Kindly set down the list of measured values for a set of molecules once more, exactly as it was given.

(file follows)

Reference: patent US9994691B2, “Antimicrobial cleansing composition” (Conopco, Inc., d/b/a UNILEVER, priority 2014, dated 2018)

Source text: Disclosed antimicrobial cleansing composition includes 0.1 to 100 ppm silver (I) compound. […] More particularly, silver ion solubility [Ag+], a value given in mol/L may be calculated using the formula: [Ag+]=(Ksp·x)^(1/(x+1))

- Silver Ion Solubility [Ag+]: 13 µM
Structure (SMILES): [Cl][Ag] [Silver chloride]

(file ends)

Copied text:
Reference: patent US9994691B2, “Antimicrobial cleansing composition” (Conopco, Inc., d/b/a UNILEVER, priority 2014, dated 2018)

Source text: Disclosed antimicrobial cleansing composition includes 0.1 to 100 ppm silver (I) compound. […] More particularly, silver ion solubility [Ag+], a value given in mol/L may be calculated using the formula: [Ag+]=(Ksp·x)^(1/(x+1))

- Silver Ion Solubility [Ag+]: 13 µM
Structure (SMILES): [Cl][Ag] [Silver chloride]